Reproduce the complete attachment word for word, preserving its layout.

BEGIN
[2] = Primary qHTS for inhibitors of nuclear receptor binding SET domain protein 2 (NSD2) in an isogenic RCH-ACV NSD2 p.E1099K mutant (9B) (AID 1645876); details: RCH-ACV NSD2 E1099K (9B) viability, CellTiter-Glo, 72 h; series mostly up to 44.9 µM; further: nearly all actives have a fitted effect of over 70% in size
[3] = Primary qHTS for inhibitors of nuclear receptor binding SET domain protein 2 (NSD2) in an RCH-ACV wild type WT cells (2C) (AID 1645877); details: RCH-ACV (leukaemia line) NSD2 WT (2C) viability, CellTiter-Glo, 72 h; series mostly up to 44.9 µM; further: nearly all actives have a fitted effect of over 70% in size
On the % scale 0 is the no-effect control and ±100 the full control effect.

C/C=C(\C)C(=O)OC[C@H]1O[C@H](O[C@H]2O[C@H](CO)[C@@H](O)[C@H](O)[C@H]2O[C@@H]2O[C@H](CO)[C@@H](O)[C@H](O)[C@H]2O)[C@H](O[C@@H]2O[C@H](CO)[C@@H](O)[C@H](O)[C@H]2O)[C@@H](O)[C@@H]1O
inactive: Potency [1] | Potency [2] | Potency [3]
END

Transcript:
[2] = Primary qHTS for inhibitors of nuclear receptor binding SET domain protein 2 (NSD2) in an isogenic RCH-ACV NSD2 p.E1099K mutant (9B) (AID 1645876); details: RCH-ACV NSD2 E1099K (9B) viability, CellTiter-Glo, 72 h; series mostly up to 44.9 µM; further: nearly all actives have a fitted effect of over 70% in size
[3] = Primary qHTS for inhibitors of nuclear receptor binding SET domain protein 2 (NSD2) in an RCH-ACV wild type WT cells (2C) (AID 1645877); details: RCH-ACV (leukaemia line) NSD2 WT (2C) viability, CellTiter-Glo, 72 h; series mostly up to 44.9 µM; further: nearly all actives have a fitted effect of over 70% in size
On the % scale 0 is the no-effect control and ±100 the full control effect.

C/C=C(\C)C(=O)OC[C@H]1O[C@H](O[C@H]2O[C@H](CO)[C@@H](O)[C@H](O)[C@H]2O[C@@H]2O[C@H](CO)[C@@H](O)[C@H](O)[C@H]2O)[C@H](O[C@@H]2O[C@H](CO)[C@@H](O)[C@H](O)[C@H]2O)[C@@H](O)[C@@H]1O
inactive: Potency [1] | Potency [2] | Potency [3]